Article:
Jul 10 How Will Brands Invest Social Ad Budgets Pulled from the Facebook Boycott?
Facebook is in the midst of a boycott by some large advertisers during this month of July 2020. While Facebook’s stock price hit an all-time high on July 7th, one of the key boycott dates, all is not sunny in Menlo Park.
A meeting that same day between Mark Zuckerberg and his team, with key civil rights organizations did not go particularly well. Facebook shared an audit they commissioned, from which The New York Times pulled the line: “With less than five months before a presidential election, it confounds the auditors as to why Facebook has failed to grasp the urgency.” Gizmodo went even further, with a headline reading, “Facebook Ad Boycott Will Go on After Zuckerberg, Sandberg Blow Off Civil Rights Groups’ Demands.” Finally, the Washington Post points out that Facebook’s own auditors called its policy decisions “a tremendous setback.”
Where to Invest Social Ad Budgets
For brands that do choose to pull money from advertising on Facebook and Instagram (which is a complicated decision in and of itself, well outlined here), what are some effective places to move the money to still drive business results? Here are 7 options, in no particular order:
Make a Donation
Depending on how your business has been impacted by COVID-19 and the related economic fallout, this may not be a viable alternative. However, if you temporarily redirect from Facebook and Instagram to charities that matter to you and your team, your brand could help fund important projects during this time of change.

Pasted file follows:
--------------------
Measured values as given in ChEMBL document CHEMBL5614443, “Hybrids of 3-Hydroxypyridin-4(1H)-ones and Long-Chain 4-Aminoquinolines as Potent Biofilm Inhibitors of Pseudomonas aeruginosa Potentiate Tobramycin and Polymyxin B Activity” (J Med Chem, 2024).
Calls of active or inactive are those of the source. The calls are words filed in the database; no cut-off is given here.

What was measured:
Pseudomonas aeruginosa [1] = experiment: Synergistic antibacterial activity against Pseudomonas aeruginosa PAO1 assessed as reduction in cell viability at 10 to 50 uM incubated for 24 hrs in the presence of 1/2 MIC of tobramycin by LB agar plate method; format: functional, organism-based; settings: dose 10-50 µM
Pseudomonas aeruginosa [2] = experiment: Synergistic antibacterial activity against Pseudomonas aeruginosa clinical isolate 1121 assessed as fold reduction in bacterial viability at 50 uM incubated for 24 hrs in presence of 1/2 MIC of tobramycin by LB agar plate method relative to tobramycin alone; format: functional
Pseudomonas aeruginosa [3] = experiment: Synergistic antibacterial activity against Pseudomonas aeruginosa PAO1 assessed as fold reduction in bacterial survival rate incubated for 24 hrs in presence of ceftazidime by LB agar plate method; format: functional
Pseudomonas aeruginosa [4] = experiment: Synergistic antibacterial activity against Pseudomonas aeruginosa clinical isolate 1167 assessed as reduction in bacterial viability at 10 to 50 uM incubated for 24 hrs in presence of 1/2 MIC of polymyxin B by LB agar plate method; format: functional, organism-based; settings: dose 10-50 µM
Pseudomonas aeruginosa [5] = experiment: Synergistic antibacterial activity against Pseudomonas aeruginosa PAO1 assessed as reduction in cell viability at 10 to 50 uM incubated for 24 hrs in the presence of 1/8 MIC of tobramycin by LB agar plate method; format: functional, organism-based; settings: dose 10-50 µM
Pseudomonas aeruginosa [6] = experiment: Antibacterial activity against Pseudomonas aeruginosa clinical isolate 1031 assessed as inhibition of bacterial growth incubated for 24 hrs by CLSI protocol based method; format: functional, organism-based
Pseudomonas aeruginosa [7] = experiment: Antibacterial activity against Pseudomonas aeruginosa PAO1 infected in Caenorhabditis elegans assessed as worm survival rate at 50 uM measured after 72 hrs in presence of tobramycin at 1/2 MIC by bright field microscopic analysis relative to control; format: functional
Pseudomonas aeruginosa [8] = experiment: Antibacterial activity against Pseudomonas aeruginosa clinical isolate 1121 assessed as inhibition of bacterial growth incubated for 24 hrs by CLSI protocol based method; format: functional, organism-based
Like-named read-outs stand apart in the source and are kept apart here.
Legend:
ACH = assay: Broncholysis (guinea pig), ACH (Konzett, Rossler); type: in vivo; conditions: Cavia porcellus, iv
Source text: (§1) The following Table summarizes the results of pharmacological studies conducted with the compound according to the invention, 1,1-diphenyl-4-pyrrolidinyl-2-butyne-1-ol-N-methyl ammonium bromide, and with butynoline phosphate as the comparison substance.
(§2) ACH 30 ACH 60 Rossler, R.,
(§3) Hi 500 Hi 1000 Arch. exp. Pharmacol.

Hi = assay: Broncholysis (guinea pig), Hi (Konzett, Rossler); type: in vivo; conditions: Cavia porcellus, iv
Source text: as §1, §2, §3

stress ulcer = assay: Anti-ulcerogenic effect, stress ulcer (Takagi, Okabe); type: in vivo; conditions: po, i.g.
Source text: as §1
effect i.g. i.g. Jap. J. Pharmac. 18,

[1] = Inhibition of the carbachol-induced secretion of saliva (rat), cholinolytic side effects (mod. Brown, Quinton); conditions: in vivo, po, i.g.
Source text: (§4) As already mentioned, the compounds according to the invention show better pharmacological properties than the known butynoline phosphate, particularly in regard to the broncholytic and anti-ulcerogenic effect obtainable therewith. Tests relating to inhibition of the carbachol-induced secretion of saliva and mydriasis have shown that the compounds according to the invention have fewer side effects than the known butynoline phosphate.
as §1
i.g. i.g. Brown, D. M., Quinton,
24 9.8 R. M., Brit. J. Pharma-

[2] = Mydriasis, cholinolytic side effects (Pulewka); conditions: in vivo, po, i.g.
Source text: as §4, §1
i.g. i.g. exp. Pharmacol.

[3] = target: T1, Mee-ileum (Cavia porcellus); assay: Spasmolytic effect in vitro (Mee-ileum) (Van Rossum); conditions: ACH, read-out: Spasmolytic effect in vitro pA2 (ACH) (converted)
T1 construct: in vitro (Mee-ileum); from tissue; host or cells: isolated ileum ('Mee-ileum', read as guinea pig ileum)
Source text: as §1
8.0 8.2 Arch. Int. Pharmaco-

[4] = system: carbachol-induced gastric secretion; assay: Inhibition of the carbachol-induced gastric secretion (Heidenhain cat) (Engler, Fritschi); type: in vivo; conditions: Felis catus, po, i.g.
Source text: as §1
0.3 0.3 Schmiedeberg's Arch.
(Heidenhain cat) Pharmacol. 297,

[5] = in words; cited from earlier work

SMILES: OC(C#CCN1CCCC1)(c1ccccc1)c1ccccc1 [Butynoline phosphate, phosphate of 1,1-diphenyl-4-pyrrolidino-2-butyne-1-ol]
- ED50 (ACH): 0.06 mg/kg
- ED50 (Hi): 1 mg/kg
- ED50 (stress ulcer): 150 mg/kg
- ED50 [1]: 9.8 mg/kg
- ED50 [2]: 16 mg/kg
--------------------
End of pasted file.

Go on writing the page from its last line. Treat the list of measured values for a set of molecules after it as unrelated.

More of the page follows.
Just this month, TikTok opened its ad platform out of beta and it’s now accessible to a worldwide audience. While not as sophisticated in terms of targeting or analytics as Facebook’s Business Manager, the CPMs/CPVs/CPCs are currently competitive. Just make sure your content is relevant to TikTok or you can expect a lot of skipping by your audience.
While TikTok’s parent company Bytedance has taken pains to separate their Chinese and non-Chinese platforms, there is currently some talk of a potential ban of TikTok in the United States that is worth watching. India has already banned the platform as part of a political dispute.
Here’s what marketers need to know about TikTok before jumping in.
Think of Pinterest as a visual search engine with over 4 million users who spend an average of over 14 minutes per day on the platform and you can see that the demographics of Pinterest make it interesting.
Pinterest does skew heavily female and appeals more than Facebook to a midwestern audience, but it’s fantastic for brands in food, fashion, home décor and similar industries who can share inspirational content with these users. Their ad platform has also improved over the years.
In simple terms, influencer marketing is allowing a third party to tell your brand story on social media and nobody does it better than influencer marketing agency Carusele in our not so humble opinion.